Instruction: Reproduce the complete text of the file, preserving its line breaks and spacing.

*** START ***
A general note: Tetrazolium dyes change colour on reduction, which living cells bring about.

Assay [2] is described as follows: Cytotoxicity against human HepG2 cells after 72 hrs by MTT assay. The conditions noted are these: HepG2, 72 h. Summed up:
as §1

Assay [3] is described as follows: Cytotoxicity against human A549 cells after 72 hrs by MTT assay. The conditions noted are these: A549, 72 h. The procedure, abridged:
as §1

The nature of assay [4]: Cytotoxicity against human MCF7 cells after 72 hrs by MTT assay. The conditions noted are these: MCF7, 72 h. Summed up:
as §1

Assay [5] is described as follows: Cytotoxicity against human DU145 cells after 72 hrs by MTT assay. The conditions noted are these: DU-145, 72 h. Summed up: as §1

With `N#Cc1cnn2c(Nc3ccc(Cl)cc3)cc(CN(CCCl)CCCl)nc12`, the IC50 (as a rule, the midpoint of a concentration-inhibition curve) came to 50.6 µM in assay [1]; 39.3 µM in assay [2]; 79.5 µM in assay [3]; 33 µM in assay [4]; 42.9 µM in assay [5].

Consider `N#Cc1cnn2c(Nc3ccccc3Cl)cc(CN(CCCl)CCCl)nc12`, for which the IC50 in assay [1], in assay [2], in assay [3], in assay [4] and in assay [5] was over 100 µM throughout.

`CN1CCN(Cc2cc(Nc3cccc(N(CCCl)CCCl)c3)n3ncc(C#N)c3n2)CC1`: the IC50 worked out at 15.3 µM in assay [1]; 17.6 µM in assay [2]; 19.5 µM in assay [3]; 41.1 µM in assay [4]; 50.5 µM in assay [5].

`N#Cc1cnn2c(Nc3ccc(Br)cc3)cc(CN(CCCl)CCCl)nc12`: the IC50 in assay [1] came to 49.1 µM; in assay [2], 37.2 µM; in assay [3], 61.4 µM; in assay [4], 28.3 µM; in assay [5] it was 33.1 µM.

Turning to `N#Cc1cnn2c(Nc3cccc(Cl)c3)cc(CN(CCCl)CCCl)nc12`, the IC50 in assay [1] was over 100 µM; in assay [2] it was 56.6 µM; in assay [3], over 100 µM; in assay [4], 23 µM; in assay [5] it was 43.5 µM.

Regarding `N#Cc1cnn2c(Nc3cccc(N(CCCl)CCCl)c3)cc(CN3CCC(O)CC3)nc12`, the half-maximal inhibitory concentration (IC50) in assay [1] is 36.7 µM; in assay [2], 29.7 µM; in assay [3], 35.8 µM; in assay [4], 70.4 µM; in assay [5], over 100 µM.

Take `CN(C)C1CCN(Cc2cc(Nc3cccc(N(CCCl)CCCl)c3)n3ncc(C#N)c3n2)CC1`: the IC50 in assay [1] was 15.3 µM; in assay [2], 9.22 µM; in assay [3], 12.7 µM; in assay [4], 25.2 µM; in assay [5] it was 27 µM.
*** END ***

A general note: Tetrazolium dyes change colour on reduction, which living cells bring about.

Assay [2] is described as follows: Cytotoxicity against human HepG2 cells after 72 hrs by MTT assay. The conditions noted are these: HepG2, 72 h. Summed up:
as §1

Assay [3] is described as follows: Cytotoxicity against human A549 cells after 72 hrs by MTT assay. The conditions noted are these: A549, 72 h. The procedure, abridged:
as §1

The nature of assay [4]: Cytotoxicity against human MCF7 cells after 72 hrs by MTT assay. The conditions noted are these: MCF7, 72 h. Summed up:
as §1

Assay [5] is described as follows: Cytotoxicity against human DU145 cells after 72 hrs by MTT assay. The conditions noted are these: DU-145, 72 h. Summed up: as §1

With `N#Cc1cnn2c(Nc3ccc(Cl)cc3)cc(CN(CCCl)CCCl)nc12`, the IC50 (as a rule, the midpoint of a concentration-inhibition curve) came to 50.6 µM in assay [1]; 39.3 µM in assay [2]; 79.5 µM in assay [3]; 33 µM in assay [4]; 42.9 µM in assay [5].

Consider `N#Cc1cnn2c(Nc3ccccc3Cl)cc(CN(CCCl)CCCl)nc12`, for which the IC50 in assay [1], in assay [2], in assay [3], in assay [4] and in assay [5] was over 100 µM throughout.

`CN1CCN(Cc2cc(Nc3cccc(N(CCCl)CCCl)c3)n3ncc(C#N)c3n2)CC1`: the IC50 worked out at 15.3 µM in assay [1]; 17.6 µM in assay [2]; 19.5 µM in assay [3]; 41.1 µM in assay [4]; 50.5 µM in assay [5].

`N#Cc1cnn2c(Nc3ccc(Br)cc3)cc(CN(CCCl)CCCl)nc12`: the IC50 in assay [1] came to 49.1 µM; in assay [2], 37.2 µM; in assay [3], 61.4 µM; in assay [4], 28.3 µM; in assay [5] it was 33.1 µM.

Turning to `N#Cc1cnn2c(Nc3cccc(Cl)c3)cc(CN(CCCl)CCCl)nc12`, the IC50 in assay [1] was over 100 µM; in assay [2] it was 56.6 µM; in assay [3], over 100 µM; in assay [4], 23 µM; in assay [5] it was 43.5 µM.

Regarding `N#Cc1cnn2c(Nc3cccc(N(CCCl)CCCl)c3)cc(CN3CCC(O)CC3)nc12`, the half-maximal inhibitory concentration (IC50) in assay [1] is 36.7 µM; in assay [2], 29.7 µM; in assay [3], 35.8 µM; in assay [4], 70.4 µM; in assay [5], over 100 µM.

Take `CN(C)C1CCN(Cc2cc(Nc3cccc(N(CCCl)CCCl)c3)n3ncc(C#N)c3n2)CC1`: the IC50 in assay [1] was 15.3 µM; in assay [2], 9.22 µM; in assay [3], 12.7 µM; in assay [4], 25.2 µM; in assay [5] it was 27 µM.